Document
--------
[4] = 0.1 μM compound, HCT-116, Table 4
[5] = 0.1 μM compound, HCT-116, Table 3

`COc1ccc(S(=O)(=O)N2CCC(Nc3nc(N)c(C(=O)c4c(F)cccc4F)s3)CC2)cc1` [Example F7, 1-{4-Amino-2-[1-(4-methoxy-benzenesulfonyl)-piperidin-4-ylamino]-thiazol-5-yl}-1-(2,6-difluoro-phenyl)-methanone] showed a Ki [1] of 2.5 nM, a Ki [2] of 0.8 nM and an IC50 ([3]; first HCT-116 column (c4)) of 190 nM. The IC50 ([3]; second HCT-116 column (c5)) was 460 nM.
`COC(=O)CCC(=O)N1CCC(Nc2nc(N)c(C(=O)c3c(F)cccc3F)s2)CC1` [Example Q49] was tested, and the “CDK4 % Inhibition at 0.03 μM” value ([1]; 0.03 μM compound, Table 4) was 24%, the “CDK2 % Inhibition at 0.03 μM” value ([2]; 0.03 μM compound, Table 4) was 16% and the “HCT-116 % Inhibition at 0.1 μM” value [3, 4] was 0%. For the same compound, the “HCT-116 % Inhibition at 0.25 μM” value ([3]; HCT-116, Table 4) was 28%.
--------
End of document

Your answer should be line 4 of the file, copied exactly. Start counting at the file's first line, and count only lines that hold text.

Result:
`COC(=O)CCC(=O)N1CCC(Nc2nc(N)c(C(=O)c3c(F)cccc3F)s2)CC1` [Example Q49] was tested, and the “CDK4 % Inhibition at 0.03 μM” value ([1]; 0.03 μM compound, Table 4) was 24%, the “CDK2 % Inhibition at 0.03 μM” value ([2]; 0.03 μM compound, Table 4) was 16% and the “HCT-116 % Inhibition at 0.1 μM” value [3, 4] was 0%. For the same compound, the “HCT-116 % Inhibition at 0.25 μM” value ([3]; HCT-116, Table 4) was 28%.